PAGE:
Oregon Recriminalizes Hard Drug Possession

On Monday, Oregon officially recriminalized possession of small amounts of hard drugs after the Democrat-run state practically destroyed itself by decriminalizing all hard drugs.

Oregon, especially its capital city of Portland, has practically become a third-world country in recent years due to rampant homelessness, skyrocketing crime and widespread open-air drug markets. Oregon resident Kevin Dahlgren has been documenting the chaos on the streets of Portland for some time now, sharing shocking and concerning images and videos on X to raise awareness.

In one such video, Dahlgren documented how easy it was for him to purchase the deadly synthetic opioid fentanyl.

These disastrous consequences were caused Measure 110 — a ballot measure approved by 58% of Oregon voters in 2020 that put an end to criminal charges for possession of small amounts of any drug, including fentanyl. The measure instead punished drug offenders with a maximum fine of $100, which was rarely enforced and could be dismissed if the drug user simply called a hotline for addiction screening. In the first year with the measure in place, only 1% of drug users who received these fines called the hotline.

Meanwhile, the measure has led to skyrocketing fatal drug overdoses in the state, mostly driven by the fentanyl crisis. In 2023, there were roughly 1,250 overdose deaths in the state, according to data that is still being compiled. This is a significant increase from the 280 overdose deaths in 2019, the year before the measure was passed.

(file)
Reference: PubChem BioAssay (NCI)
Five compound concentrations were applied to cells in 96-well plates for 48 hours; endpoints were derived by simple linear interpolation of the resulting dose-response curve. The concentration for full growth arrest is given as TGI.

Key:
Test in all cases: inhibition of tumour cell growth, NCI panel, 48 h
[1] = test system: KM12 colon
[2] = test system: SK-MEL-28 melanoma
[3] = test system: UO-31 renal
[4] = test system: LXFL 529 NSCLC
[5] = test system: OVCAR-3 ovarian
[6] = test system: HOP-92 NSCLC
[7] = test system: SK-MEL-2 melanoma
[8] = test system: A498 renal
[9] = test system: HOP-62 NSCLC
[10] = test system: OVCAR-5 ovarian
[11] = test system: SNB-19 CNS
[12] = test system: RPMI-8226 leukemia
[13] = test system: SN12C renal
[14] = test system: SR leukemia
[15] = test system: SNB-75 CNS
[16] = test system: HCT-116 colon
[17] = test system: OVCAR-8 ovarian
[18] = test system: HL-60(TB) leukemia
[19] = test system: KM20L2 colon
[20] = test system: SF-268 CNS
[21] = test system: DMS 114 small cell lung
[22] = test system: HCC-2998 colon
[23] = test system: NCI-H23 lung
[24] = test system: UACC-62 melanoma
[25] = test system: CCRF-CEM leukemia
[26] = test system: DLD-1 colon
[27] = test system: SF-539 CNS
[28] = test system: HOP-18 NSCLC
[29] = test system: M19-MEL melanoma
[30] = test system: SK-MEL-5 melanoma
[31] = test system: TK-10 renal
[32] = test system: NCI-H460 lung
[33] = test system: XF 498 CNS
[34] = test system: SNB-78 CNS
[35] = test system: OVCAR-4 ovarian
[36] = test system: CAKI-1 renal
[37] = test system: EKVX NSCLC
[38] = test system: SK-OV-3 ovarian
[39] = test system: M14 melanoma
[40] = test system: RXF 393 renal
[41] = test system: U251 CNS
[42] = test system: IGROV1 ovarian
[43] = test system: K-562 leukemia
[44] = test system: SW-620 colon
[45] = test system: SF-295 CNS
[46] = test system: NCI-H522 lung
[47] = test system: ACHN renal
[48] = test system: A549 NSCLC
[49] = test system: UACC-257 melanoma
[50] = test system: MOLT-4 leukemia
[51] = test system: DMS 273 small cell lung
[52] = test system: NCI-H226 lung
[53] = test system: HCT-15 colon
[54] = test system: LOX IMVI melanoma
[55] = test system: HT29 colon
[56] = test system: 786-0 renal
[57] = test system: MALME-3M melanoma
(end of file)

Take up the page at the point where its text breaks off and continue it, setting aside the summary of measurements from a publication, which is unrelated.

Following the abject failure of the measure, Oregon Gov. Tina Kotek (D) has signed a new bill into law that makes personal use possession a misdemeanor crime with a punishment of up to six months in jail. However, the new law does encourage law enforcement to create programs that would send drug users to addiction services or mental health services rather than jail, if possible.

While voters are happy with the decision, the radical activists who supported Measure 110 are outraged. Ignoring the horrific consequences of the measure for the city, its law-abiding residents and the drug addicts themselves, the radical leftist Drug Policy Alliance melted down on X over the news that drugs were being recriminalized.

“OR’s governor has recriminalized drugs in a return to the failed approach of arresting/jailing people,” the group wrote, sharing an image that claimed Oregon was returning “to a failed drug war.”

The image also stated “Defend public health” — appearing to assert that allowing rampant drug use is a positive move for public health, while taking drug users off the streets would harm public health.

Meanwhile, more than six in 10 voters in Oregon believe that decriminalization has worsened drug addiction, homelessness and crime in the state, according to a survey released in May 2023 from DMH Research. The poll found that a combined 63% of Oregon voters “strongly” supported or “somewhat” supported recriminalizing hard drugs.

The recriminalization of hard drugs is even supported by leftist Portland Mayor Ted Wheeler.

“People are exhausted from feeling like they’re under siege. They want order restored to their environment,” Wheeler said.

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